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Found 10 results

  1. schnewj

    HELP!

    I need some help, guys. With the passing of my mother earlier this year I, now, have total dominion over the garage space. This allowed me to do a little remodeling, rearranging, and creation of some much needed storage off of the floor. This created a lot of open usable floor space. So, I have moved my Delta 40-690 20" (DeWalt 788) from its home in the garden shed into the garage space to live with my other tools. Now, for the help. The saw was purchased second hand. I acquired it from a retired vet, who was selling everything and moving to Panama. He used it to scroll out service branch plaques. It is in excellent shape but I have no maintenance history on it. Although I have used it a lot, it needs some TLC and it could use a PM on the internals. There is an excellent tutorial on R&R of the bearing, bushing and lubrication of the essential points, that was published in 2014 by Gwinette Woodworkers. In the four part video there was a reference to a bushing parts list and associated bearing numbers. However, the published link for the information no longer exists. The bushing are no problem and were all ordered yesterday. However, the bearings are different story. They aren't listed in the parts breakdowns and since the Gwinette list no longer exists I have no means of ID ing the bearings short of tearing apart the saw. I don't what to do that until I have the parts on hand. Experience dictates, that, I don't leave pieces and parts lying around waiting for replacement parts...use your imagination on that... So, by any chance, do any of you have experience or bearing numbers? If I can ID the bearings I'll just go order them...I'd rather have and not need, than need and not have. Bill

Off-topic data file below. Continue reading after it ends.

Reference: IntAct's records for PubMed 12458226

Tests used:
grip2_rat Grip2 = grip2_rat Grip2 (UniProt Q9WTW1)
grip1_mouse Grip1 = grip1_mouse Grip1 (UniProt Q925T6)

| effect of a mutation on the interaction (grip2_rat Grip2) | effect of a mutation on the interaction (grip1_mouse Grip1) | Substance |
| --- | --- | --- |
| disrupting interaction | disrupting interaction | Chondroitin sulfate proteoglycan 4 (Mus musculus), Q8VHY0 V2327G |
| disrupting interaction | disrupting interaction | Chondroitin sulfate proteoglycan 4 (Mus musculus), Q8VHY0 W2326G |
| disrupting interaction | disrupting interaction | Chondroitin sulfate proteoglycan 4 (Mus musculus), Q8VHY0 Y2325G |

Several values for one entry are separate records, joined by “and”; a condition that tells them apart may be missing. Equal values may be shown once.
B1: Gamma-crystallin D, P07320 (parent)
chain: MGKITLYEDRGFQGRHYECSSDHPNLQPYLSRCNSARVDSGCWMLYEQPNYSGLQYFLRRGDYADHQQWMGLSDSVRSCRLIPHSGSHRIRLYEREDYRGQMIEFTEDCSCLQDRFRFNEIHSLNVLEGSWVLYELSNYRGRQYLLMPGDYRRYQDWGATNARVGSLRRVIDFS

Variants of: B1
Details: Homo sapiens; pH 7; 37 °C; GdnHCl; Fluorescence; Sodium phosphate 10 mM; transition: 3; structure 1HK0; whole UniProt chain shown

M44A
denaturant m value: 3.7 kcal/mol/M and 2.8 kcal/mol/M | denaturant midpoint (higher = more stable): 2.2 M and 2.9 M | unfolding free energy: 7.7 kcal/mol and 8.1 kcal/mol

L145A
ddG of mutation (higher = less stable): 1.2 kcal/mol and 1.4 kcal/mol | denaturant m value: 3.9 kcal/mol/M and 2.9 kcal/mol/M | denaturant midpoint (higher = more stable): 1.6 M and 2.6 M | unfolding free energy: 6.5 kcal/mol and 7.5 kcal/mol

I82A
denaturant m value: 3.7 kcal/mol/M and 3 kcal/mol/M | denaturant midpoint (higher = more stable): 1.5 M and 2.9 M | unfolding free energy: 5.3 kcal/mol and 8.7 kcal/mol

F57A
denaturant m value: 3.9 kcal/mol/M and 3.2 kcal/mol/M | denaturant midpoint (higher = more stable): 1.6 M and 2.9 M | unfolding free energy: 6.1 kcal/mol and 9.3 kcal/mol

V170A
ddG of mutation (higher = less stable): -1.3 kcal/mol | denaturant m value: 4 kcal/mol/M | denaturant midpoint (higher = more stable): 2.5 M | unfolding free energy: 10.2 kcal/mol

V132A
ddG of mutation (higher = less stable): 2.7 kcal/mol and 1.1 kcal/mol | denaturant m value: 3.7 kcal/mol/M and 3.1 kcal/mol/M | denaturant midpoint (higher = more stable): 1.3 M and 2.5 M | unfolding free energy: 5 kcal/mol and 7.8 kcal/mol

2. Use your wet or dry vacuum outside on the end of the drain line to suck out the lent and trash . I do this about once a year. A window unit don't count, only the central unit needs this help... Just let the window unit fall out the window and it will be clear after you set it back in..Second thought, I keep my shop unit tilting down outside to take care of the extra water build up so no worry there...The big unit inside does make a mess if not cleared regularly...
  3. Maintenance is always a hot topic but just how do you do it. The first video covers the tailstock and quill and I have used this as a guide.
  4. This one covers the rest of the lathe . Notice how spotless his lathe is
  5. John Morris

    End Vise Tune Up